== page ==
BMJ investigation exposes corruption and conflicts of interest within the World Health Organization

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It’s almost a year to the day that the World Health Organization (WHO) declared that the planet was in the throes of an influenza ‘pandemic’. The advice was delivered by Dr Margaret Chan, the director general of the WHO. Her announcement triggered large-scale ‘panic-buying’ of flu vaccines and anti-viral drugs such as oseltamivir (Tamiflu) and zanamivir (Relenza). According to the investment bank J P Morgan, the pharmaceutical companies did very nicely out of this ‘health scare’, profiting to the tune of $7 billion from the sale of vaccines alone.

In reality, though, the ‘pandemic’ turned out to be nothing of the sort. Estimates of cases and fatalities turned out to be wildly overblown. Apparently, many countries now have warehouses full of vaccines and drugs that they’re trying to offload, either back to the drug companies they bought them from or to other countries.

Of course, all this overreaction and unnecessary expense may have been down to nothing more than misguided and over-cautious recommendations made by those at the WHO and those who advise it. However, there has been reports that the supposedly impartial advice from the WHO regarding the flu pandemic was, at least in part, the result of influence from the pharmaceutical industry. The WHO has previously dismissed such allegations as ‘conspiracy theories’. Conspiracy theories can be just that – theories. But sometimes, they can turn out to be facts too.

This has come to a head today, on the publication in the British Medical Journal of a report and accompanying editorial [1,2] which focus on this issue. The report alone is voluminous, but here is a paragraph extracted from it that neatly sums up the issues:

‘A joint investigation by the BMJ and the Bureau of Investigative Journalism has uncovered evidence that raises troubling questions about how WHO managed conflicts of interest among the scientists who advised its pandemic planning, and about the transparency of the science underlying its advice to governments. Was it appropriate for WHO to take advice from experts who had declarable financial and research ties with pharmaceutical companies producing antivirals and influenza vaccines? Why was key WHO guidance authored by an influenza expert who had received payment for other work from Roche, manufacturers of oseltamivir, and GlaxoSmithKline, manufacturers of zanamivir? And why does the composition of the emergency committee from which Chan sought guidance remain a secret known only to those within WHO? We are left wondering whether major public health organisations are able to effectively manage the conflicts of interest that are inherent in medical science.’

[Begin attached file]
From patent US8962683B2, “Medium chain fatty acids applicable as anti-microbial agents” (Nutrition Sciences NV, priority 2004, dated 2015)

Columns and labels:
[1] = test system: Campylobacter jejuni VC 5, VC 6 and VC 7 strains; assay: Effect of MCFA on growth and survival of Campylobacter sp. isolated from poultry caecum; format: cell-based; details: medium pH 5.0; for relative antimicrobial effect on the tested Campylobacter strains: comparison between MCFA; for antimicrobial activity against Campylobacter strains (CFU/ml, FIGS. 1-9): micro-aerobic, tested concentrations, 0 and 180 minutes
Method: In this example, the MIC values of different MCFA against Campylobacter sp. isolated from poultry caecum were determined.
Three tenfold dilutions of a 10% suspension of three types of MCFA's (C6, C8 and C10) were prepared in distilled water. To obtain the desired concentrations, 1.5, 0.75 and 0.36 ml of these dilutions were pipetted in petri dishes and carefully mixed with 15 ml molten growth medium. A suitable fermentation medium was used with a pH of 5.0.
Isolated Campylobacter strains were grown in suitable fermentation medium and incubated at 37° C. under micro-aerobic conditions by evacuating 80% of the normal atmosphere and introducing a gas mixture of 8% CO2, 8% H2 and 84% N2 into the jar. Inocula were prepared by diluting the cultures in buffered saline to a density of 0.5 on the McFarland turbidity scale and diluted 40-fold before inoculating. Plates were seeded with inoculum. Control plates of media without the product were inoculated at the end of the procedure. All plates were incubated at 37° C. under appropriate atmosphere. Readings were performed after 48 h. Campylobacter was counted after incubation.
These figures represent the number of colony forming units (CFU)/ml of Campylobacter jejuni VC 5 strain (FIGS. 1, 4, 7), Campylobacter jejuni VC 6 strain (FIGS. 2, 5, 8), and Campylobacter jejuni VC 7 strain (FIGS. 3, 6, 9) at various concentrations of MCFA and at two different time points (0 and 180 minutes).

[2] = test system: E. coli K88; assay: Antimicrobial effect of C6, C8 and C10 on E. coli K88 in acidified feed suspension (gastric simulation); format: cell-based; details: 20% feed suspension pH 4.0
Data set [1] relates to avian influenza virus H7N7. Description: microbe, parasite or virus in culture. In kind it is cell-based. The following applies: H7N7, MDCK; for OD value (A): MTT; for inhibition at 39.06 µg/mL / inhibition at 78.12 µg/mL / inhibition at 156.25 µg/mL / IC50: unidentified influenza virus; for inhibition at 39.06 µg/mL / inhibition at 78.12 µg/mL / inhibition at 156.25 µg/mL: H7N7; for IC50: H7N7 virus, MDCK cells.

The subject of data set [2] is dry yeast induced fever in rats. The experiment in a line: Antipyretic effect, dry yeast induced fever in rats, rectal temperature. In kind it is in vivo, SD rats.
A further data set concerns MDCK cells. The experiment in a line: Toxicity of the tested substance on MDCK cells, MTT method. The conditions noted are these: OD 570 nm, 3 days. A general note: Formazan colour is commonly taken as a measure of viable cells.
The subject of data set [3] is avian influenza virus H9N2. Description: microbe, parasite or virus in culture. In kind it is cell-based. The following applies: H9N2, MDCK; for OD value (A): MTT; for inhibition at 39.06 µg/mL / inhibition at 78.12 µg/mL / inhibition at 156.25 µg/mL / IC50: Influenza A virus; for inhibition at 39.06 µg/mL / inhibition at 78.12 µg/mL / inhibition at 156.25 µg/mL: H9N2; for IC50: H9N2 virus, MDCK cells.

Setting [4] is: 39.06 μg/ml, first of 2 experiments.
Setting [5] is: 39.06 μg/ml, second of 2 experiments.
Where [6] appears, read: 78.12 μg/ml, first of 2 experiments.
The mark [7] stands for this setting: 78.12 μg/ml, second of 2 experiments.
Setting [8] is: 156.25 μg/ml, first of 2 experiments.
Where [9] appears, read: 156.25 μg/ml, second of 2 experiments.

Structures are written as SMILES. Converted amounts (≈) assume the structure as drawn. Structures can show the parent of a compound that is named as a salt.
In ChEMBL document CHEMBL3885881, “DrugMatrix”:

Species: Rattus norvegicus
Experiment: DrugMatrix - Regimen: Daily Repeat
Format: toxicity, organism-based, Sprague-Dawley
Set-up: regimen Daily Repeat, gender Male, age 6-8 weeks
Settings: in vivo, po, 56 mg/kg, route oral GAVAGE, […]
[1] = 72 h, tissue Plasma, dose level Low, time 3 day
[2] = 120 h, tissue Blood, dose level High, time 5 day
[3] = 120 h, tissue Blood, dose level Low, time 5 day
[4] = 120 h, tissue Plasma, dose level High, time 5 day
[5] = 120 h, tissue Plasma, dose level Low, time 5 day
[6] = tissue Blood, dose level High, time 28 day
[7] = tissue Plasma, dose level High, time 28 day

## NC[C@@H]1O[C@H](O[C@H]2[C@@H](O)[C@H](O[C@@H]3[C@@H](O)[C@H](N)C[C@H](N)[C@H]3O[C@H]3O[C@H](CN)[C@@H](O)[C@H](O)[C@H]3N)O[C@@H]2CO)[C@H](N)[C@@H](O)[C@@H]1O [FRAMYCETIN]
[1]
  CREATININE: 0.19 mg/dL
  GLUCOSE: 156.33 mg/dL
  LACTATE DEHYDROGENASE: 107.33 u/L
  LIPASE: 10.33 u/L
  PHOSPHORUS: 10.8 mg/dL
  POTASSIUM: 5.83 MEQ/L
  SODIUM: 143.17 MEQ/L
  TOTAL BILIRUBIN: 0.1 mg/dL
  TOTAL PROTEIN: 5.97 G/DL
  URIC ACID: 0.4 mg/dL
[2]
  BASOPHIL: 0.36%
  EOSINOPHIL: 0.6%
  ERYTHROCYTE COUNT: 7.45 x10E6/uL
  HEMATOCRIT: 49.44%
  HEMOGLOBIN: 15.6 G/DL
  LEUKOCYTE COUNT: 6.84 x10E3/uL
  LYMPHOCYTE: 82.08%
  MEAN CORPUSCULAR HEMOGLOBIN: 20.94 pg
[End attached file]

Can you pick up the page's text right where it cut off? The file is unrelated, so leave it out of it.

Often when I’m lecturing I am aware I am often saying things that go against ‘received wisdom’. Once presented with the scientific facts, some people feel quite outraged that they may have been misled in a way that may well have actually jeopardised their health (e.g. the eating of a margarine rather than butter or an emphasis on the low-fat, high-carb diet). Occasionally (though not commonly) someone will ask why our Governments or health agencies would want to mislead us.

It’s a perfectly reasonable question. My answer is that sometimes people are wanting to give us good advice but are just ignorant of the facts. See here for what I believe to be an example of this. The campaigning surgeon involved here may well believe that saturated fat causes heart disease. On the other hand, I have difficulty believing that all the scientists within the company who put him up (Unilever) are so blind to the truth.

Unilever has, as it happens, appeared to enjoy a quite-cosy relationship with the Food Standards Agency here in the UK. For example the now-disbanded FSA Advisory Committee on Research was chaired by someone who received funding from Unilever, and a member of the committee also happened to be a full-time employee of Unilever. The last chairman of the FSA (Dame Deirdre Hutton) it turns out also had a substantial shareholding in a major food company. Guess which one? No, go on, guess.

Only this week, two academics quit an FSA steering group over the FSA’s support of GM crops. One, director of the organisation Genewatch, “left in protest at the agency’s links with the agrochemical business, claiming that its so-called debates were nothing more than ‘a public relations exercise on behalf of GM companies'”. The other has accused the FSA of a ‘failure of institutional integrity’. You can read more about this fiasco here.

Does this mean we should reject out of hand what our Governments and health agencies tell us. No. But when the advice does not fit the facts, it’s worth bearing in mind that industry has the capacity to exert influence at the highest level. It also, it appears, has the capacity to put profit before public health.


1. Cohen D, et al. WHO and the pandemic flu “conspiracies”. BMJ 2010;340:c2912

2. Godlee F. Conflicts of interest and pandemic flu. BMJ 2010;340:c2947

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